Earlier this year, the US took a major step that could potentially change the economics of nuclear power: it approved a design for a small, modular nuclear reactor from a company called NuScale. These small reactors are intended to overcome the economic problems that have ground the construction of large nuclear plants to a near halt. While each only produces a fraction of the power possible with a large plant, the modular design allows for mass production and a design that requires less external safety support.
But safety approval is just an early step in the process of building a plant. And the leading proposal for the first NuScale plant is running into the same problem as traditional designs: finances.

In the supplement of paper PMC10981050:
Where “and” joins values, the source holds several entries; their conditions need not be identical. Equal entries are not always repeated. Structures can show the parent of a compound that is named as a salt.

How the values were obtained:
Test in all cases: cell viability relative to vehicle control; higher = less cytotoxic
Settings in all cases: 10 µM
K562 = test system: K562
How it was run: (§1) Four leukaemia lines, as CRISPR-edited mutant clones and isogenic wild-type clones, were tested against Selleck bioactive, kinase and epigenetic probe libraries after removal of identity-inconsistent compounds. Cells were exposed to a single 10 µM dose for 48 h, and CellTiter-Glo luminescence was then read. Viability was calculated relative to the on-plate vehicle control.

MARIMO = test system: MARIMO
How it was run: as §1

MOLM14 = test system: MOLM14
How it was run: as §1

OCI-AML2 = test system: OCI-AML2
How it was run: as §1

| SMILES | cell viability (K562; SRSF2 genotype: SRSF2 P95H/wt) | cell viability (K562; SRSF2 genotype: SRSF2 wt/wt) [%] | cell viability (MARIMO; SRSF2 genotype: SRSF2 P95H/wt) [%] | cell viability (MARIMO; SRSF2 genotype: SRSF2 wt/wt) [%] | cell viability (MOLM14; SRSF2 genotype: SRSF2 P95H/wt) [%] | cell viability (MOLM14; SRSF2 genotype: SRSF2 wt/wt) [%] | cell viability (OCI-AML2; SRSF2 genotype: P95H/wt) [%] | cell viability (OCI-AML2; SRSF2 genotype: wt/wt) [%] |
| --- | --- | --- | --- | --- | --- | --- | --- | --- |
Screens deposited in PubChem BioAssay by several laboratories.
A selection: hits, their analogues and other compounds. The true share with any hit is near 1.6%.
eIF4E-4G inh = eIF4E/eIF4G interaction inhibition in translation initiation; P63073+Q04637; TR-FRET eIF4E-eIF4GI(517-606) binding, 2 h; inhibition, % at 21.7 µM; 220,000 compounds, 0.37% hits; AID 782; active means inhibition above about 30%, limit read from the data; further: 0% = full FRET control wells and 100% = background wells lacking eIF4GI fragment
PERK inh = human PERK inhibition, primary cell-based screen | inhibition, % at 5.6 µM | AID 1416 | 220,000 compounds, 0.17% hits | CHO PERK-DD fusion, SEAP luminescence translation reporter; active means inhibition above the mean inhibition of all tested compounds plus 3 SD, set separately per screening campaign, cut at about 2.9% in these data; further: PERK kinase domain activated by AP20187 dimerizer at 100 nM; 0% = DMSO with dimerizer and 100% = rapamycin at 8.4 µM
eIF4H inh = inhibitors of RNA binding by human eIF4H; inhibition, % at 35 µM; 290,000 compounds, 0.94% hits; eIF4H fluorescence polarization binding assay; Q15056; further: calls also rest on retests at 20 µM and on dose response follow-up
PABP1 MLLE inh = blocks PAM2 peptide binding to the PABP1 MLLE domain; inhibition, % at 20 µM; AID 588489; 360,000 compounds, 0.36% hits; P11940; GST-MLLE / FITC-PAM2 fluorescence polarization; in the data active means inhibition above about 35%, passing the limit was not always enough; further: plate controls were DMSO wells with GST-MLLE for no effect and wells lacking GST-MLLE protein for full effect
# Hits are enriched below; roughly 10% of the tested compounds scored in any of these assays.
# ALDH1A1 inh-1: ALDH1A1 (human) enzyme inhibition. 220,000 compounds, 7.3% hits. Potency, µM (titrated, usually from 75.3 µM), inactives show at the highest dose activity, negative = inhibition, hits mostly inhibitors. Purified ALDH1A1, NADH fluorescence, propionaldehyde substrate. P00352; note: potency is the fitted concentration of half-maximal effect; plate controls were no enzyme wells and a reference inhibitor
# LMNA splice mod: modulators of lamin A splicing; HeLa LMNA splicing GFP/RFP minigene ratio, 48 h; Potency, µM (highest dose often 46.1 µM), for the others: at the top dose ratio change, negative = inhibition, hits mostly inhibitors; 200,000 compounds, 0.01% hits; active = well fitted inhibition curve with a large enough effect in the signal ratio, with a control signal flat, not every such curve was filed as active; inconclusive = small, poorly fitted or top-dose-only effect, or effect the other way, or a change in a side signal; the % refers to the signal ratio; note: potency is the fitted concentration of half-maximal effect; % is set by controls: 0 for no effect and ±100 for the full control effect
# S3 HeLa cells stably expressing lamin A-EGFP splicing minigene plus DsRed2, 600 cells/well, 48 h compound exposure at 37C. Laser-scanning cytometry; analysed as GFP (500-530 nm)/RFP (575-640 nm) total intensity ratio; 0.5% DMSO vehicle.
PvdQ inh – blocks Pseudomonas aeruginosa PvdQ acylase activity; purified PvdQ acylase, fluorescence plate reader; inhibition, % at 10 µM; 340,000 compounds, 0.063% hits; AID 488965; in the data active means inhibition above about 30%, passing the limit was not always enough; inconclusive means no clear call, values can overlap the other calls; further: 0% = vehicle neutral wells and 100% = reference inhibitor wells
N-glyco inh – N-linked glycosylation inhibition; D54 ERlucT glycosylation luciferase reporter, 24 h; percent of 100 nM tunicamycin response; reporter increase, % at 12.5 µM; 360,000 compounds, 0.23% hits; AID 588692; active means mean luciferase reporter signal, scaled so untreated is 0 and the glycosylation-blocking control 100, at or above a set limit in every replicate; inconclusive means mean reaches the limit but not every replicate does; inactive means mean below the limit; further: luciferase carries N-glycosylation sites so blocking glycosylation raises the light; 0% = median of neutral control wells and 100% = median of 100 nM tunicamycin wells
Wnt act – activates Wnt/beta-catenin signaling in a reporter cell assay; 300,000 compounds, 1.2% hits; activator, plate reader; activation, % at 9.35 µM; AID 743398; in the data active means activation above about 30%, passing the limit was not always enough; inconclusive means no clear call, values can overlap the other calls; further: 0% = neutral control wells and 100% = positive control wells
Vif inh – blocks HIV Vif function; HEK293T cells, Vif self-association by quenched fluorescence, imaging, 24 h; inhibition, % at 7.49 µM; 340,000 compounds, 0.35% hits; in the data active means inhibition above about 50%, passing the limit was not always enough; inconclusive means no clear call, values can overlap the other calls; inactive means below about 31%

The proposal, called the Carbon Free Power Project, would be a cluster of a dozen NuScale reactors based at Idaho National Lab but run by Utah Associated Municipal Power Systems, or UAMPS. With all 12 operating, the plant would produce 720 MW of power. But UAMPS is selling it as a way to offer the flexibility needed to complement variable renewable power. Typically, a nuclear plant is either producing or not, but the modular design allows the Carbon Free Power Project to shut individual reactors off if demand is low.